In the U.S. you can count on finding a burger at every truck stop, small town or major city. In the U.K. the same could be said about fish and chips. In Italy, it’s baccalà (salt cod). In the case of hamburgers or fish and chips, the recipe never varies much, but the recipe for salt cod changes drastically from region to region in Italy. Don’t ask for baccalà alla Livornese in Venice or baccalà mantecato in Puglia.
It’s not hard to imagine why salt cod became the go-to food around the Italian boot. In times before trucks and refrigeration, the transport of fresh fish was impossible. Despite this fact, the Roman Catholic Church mandated days of abstinence when meat could not be eaten. Salted or dried fish became a Friday and Lenten favorite. It had the added benefit of being very inexpensive and was a protein staple for the poor. Cod boasts remarkable nutritional properties: it contains over 18% protein, which once dried rises to almost 80%.
Salt cod came to the ports of Livorno, Genoa and Naples in the 11th century, brought by Basque sailors, who ventured into the waters of the northern Atlantic, hunting the whales that passed through the Bay of Biscay. They came into contact with the Viking sailors, who dried the fresh-caught cod in the cold dry North Sea winds and then broke it into pieces and chewed it like a biscuit. In the 13th century, the Portuguese, realizing the commercial value of the easily-stored dried fish, cornered the market, sending their ships as far as Greenland. They added salt to dry the fish faster, giving rise to bacalhau (derived from the Latin, meaning “baculus” or stick). They traded salt cod along the western coast of the Italian peninsula.
The history of baccalà in Venice only dates back to 1431 when a Venetian ship, laden with spices and 800 barrels of Malvasia wine, departed from the island of Crete under the command of the sea captain Piero Querini, and headed for the North Sea and Flanders. When the ship reached the English Channel, the route was disrupted by a violent storm that, after breaking the rudder, blew the ship north for many days. Boarding lifeboats, the crew (only 14 of 68 survived) landed on the uninhabited rock of Sandoy, in Norway’s northern Lofoten Islands.
For four months, the Venetians lived with the Norwegian fishermen, and learnt the art of preserving cod. Norway’s unique climatic conditions of low temperatures, dry air and a low amount of precipitation were (and still are) perfect for air-drying cod in open tents. Cod preserved in this way can last for years. Captain Querini returned home with sixty dried stockfish. He told the ruling Doges how the Norwegians dried the fish in the wind until it became as hard and then they beat it and spiced it turning it into a soft and tasty mix. The recipe was known by the Spanish words baccalà mantecato (creamed codfish). Querini went back to Norway many times, becoming a major trader in dried and salted codfish.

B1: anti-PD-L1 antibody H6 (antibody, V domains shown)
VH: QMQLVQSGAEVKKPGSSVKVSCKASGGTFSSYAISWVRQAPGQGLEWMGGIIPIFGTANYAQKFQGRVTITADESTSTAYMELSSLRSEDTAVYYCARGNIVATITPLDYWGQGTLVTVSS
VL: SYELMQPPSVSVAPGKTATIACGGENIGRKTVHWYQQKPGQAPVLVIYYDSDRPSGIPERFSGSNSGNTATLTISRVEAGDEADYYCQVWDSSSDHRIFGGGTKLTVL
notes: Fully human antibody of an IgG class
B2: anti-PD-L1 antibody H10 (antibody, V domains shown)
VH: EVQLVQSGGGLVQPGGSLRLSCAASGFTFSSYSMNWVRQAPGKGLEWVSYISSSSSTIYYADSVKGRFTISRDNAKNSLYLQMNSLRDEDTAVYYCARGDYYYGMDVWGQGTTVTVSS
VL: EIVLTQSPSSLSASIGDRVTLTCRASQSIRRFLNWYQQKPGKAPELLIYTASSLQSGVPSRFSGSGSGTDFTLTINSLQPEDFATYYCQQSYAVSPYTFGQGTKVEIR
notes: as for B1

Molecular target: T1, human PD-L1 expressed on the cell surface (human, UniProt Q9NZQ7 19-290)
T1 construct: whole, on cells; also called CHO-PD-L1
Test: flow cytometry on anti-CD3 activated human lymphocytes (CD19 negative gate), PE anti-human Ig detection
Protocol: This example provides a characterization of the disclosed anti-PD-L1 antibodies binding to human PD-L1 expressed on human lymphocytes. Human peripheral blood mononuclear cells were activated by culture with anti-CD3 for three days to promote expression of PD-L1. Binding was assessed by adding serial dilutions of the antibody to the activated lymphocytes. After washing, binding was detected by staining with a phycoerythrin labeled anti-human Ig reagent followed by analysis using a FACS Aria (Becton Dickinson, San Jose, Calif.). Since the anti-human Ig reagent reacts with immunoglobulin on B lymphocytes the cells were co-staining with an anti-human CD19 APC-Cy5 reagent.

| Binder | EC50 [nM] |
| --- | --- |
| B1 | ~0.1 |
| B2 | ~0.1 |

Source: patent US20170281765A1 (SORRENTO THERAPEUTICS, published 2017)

There are two forms of dried codfish – stockfish and salt cod. Stockfish or stoccafisso is made using the smaller cod, dried on sticks in the cold dry air of Scandinavia, creating a very light, easily transported stick fish, thus the name. Salt cod or baccalà is created from cod, three to six feet long, split, and salted on wood planks for about ten days, thus only partially drying them. Today, all of the stoccafisso and baccalà eaten in Italy comes from Norway.
Salt cod has many of the characteristics of fresh cod, large, soft flakes of succulent, opaque flesh with slightly chewy firm texture from the salting, and not at all fishy in flavor. To prepare it, the cook rinses the salt off it and soaks it in cold water for 12 or more hours, depending upon its thickness, changing the water 2-3 times daily. (Stockfish takes a couple of extra days to rehydrate.) Once it has soaked it is skinned, deboned, and ready to be made into the local recipe.
In Veneto, baccalà is considered a real delicacy: Baccalà alla Vicentina (slowly braised with onions, anchovies and milk) and Baccalà Mantecato (an mashed preparation with extra virgin olive oil, lemon and parsley) are always served with polenta. Some other popular recipes are Baccalà alla Livornese (with tomatoes, garlic, parsley and basil), cooked throughout Tuscany. When in Rome you will find Baccalà Fritto (salt cod chunks fried in a simple egg and flour batter)and Baccalà all’Agro Dolce (with tomatoes, cooked in wine, flavored with red pepper, pine nuts and sultana raisins).
Baccalà alla Pizzaiola (salt cod covered with tomatoes, breadcrumbs, capers, plenty of oregano and baked in the oven) and Baccalà alla Napoletana (the baccalà is fried and then placed in a simmering tomato sauce, with olives, capers and pine nuts), are recipes from Naples. The Neapolitans, even today, boasts the highest consumption of both stockfish and dried salted cod. They claim there are 365 different ways to eat baccalà – one for every day of the year.
As you travel around Italy, ask for baccalà at least once at each stop to taste the true regionalism of the country.